Yes, and iraq is far less traumatic than WWII. So what?

It isn't like gas prices have finished rising, either.

posted by: J Thomas on 04.26.06 at 11:59 AM [permalink]

> IMO, it's largely because politicians
> are operating out of a playbook written
> 30 years ago.

Um, no. The suburbs and Wal-Marts not only require gas to get to, they require diesel to deliver things. As does industry. Outsourcing makes this worse; you take 5 factories around the US and move them to China, your transportation bill from Long Beach/Norfolk to your warehouse goes way way up.

Our transportation expense is up 40% in the last 6 months and it is killing us. We raised prices once (as our product is also made with oil we take a double whammy) but may not be able to do it again. If so - cutbacks and layoffs.

Besides the fact that many are trapped in suburbs from which they MUST drive, they also sense what the overall oil price jump means.

Lots of stuff is done with oil besides gasoline.


posted by: Cranky Observer on 04.26.06 at 11:59 AM [permalink]

I vote for price visibility. There are several products we buy very regularly, but gasoline is unique in that (1) those enormous price billboards at every station constantly visible, alwasy offering the exact product in the same unit size (gallon) with no change in quality, style etc, (2) no one can "stock up" beyond the capacity of the tank, so a price increase becomes quite noticeable immediately; (3) there's no way to save anything significnt by switching to a discount brand or using less for a period of time; and (4) in almost every purchase, it's the only thing on the bill, so a sudden fluctuation punches you in the wallet unlike any singel item at a grocery or department store.

posted by: arthur on 04.26.06 at 11:59 AM [permalink]

When I see a comment like Brad DeLong's at the top of Dan's post I always think of the "veil of ignorance" thing from John Rawls. Democrats' and Republicans' basic positions regarding gas prices are their behind-the-veil positions. In the real world, when the shit hits the fan, politicians are all populists.

Anyway. I basically agree with what Dan Nexon writes above, but what's a non-economic libertarian? Does (can?) such a beast exist?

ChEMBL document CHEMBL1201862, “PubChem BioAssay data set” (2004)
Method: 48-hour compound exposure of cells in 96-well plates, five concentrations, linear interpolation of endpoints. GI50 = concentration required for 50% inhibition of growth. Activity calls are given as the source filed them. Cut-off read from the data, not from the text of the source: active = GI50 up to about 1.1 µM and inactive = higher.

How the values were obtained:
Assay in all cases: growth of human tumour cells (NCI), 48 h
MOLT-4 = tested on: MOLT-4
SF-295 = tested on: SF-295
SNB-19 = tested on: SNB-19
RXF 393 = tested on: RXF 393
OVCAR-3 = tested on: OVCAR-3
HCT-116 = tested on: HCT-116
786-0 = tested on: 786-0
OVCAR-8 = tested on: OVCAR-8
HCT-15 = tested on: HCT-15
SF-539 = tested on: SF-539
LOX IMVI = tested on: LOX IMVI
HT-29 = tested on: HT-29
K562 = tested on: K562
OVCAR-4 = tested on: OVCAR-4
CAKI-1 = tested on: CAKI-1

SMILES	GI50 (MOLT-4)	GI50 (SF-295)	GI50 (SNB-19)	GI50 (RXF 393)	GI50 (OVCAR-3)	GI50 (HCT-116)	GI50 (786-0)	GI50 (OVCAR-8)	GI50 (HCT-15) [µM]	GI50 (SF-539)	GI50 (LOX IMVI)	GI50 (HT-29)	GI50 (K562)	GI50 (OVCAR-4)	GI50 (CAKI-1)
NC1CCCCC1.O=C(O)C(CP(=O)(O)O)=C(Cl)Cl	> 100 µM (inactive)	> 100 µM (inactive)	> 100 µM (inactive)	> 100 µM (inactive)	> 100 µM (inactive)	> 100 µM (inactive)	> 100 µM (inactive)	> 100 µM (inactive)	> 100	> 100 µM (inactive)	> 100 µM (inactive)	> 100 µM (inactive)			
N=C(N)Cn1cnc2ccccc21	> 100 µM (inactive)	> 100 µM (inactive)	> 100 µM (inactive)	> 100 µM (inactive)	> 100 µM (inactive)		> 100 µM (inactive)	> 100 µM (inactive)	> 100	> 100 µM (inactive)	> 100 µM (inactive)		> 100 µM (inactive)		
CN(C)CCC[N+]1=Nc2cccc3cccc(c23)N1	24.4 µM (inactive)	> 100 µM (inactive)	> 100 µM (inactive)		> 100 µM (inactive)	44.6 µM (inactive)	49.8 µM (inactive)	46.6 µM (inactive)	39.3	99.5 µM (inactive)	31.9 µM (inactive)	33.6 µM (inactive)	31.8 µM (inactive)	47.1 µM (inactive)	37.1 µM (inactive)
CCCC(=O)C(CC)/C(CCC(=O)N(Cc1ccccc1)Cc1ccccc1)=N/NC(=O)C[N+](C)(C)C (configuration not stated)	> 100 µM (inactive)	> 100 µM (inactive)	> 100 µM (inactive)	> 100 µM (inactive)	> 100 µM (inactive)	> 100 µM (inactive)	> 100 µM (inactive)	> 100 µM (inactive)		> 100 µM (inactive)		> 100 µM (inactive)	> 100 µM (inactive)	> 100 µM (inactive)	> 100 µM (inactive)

posted by: Andrew Steele on 04.26.06 at 11:59 AM [permalink]

Cranky, if your transport costs are up 40% since october, it seems unlikely to be purely, or even chiefly, on the basis of gas prices. In October they were ~$2.60, now a little under $3. Regional statistics may differ, but it seems unlikely that anywhere will have seen something even approaching 40% over that time. Even if there were gas price hikes of 40%, gas is only a portion of your transport costs.

Seriously, think about the statistics you put out, and read the statistics that you're debating. No one is saying that Americans don't use gas any more, so the "Oh, yeah? Well how do they get to the Wal-Mart?" line of argument is a straw man. What is being said is that they don't use gas as intensively any more and that it is a smaller portion of their costs (from about 10% to about 6.25%). If you have something plausible to refute that, go ahead, but please don't make an argument from obviously flawed authority.

posted by: James of England on 04.26.06 at 11:59 AM [permalink]

Dan Nexon, just to add that the increased research and investment in alternative fuels and public transport is a virtue of both the Democrat and Republican arguments for higher fuel prices.

posted by: James of England on 04.26.06 at 11:59 AM [permalink]

James: true. There's an old argument that OPEC would increase output when petrol became so expensive that alternative sources of energy became viable. Increased prices also, of course, drive exploration and production into regions with higher extraction costs. Since I'm neither an economist or a political economist, I can't even begin to sort these effects out.

Non-economic libertarian? Bad construction on my part. But I was trying to be careful. Can't one be a civil libertarian or a political libertarian? I suppose that's Jacob Levy's department.

posted by: Dan Nexon on 04.26.06 at 11:59 AM [permalink]

James, you appear to be averaging over the whole population.

But mostly, rich people don't use that much more gasoline than poor people. Lots of other things are more expensive when you're well-off -- mortgage, cars, entertainment, food, etc but gasoline mostly not. (You might use hi-test instead of regular, but not that much more of it.)

You can argue that an oil crisis today like the last big one would only be 5/8 as bad. But that's pretty bad. The issue isn't how it affects the mean, the issue is what fraction of voters are hurting enough to vote about it.

I regard this as yet more Bush administration incompetence. The US government traditionally arranges that the economy look pretty good in election years, and at least middling good in mid-term years, and the bad stuff happens in the off years. Running the biggest deficits ever they couldn't manage that this time.

posted by: J Thomas on 04.26.06 at 11:59 AM [permalink]

I wish there weren't "departments" (or, perhaps more accurately, departments within departments).